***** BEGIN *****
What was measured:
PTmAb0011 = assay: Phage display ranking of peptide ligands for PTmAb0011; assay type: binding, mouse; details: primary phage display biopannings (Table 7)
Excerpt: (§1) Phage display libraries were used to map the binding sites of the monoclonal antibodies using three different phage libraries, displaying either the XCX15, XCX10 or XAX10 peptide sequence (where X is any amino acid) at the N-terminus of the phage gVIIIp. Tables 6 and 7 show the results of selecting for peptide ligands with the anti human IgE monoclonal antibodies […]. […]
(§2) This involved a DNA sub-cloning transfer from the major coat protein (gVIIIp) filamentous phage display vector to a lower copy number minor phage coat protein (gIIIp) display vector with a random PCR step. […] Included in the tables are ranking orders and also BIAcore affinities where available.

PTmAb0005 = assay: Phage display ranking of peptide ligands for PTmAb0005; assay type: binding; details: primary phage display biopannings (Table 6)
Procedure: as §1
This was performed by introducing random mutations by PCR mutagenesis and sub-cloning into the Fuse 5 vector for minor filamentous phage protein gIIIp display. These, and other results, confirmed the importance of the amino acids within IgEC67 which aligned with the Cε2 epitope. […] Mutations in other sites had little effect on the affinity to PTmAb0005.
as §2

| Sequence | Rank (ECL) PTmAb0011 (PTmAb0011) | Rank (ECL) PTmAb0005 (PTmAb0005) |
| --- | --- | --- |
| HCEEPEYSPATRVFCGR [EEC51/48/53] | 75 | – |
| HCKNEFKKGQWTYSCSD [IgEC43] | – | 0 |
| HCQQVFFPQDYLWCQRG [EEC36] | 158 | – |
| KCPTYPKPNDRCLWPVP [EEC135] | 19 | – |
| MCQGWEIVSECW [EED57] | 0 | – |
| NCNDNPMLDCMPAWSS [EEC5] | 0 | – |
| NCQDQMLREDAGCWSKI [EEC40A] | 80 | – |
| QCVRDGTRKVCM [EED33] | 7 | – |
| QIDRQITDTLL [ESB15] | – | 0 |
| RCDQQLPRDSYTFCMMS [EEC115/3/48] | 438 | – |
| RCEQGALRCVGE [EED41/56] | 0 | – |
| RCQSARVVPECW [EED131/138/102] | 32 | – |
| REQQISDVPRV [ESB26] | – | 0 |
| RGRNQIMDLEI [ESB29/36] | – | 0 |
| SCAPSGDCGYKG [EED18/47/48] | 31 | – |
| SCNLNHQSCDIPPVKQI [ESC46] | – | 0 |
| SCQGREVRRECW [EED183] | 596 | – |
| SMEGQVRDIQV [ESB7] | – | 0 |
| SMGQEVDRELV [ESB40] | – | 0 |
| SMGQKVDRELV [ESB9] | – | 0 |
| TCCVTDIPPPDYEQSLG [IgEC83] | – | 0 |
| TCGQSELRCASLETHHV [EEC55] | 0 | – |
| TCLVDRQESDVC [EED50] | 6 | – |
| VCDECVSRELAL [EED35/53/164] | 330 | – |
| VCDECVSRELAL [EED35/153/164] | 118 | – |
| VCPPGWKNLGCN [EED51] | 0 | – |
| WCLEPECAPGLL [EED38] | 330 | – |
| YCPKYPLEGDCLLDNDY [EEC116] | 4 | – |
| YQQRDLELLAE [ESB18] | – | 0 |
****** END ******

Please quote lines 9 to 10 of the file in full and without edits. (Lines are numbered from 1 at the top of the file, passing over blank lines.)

| Sequence | Rank (ECL) PTmAb0011 (PTmAb0011) | Rank (ECL) PTmAb0005 (PTmAb0005) |
| --- | --- | --- |